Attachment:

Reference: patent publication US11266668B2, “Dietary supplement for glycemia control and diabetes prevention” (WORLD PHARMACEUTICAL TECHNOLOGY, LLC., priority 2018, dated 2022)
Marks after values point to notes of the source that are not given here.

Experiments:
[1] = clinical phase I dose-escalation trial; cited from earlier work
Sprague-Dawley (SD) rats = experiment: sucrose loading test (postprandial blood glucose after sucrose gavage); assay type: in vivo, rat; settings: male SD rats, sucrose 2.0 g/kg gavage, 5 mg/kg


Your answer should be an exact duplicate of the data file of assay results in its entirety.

Reference: patent publication US11266668B2, “Dietary supplement for glycemia control and diabetes prevention” (WORLD PHARMACEUTICAL TECHNOLOGY, LLC., priority 2018, dated 2022)
Marks after values point to notes of the source that are not given here.

Experiments:
[1] = clinical phase I dose-escalation trial; cited from earlier work
Sprague-Dawley (SD) rats = experiment: sucrose loading test (postprandial blood glucose after sucrose gavage); assay type: in vivo, rat; settings: male SD rats, sucrose 2.0 g/kg gavage, 5 mg/kg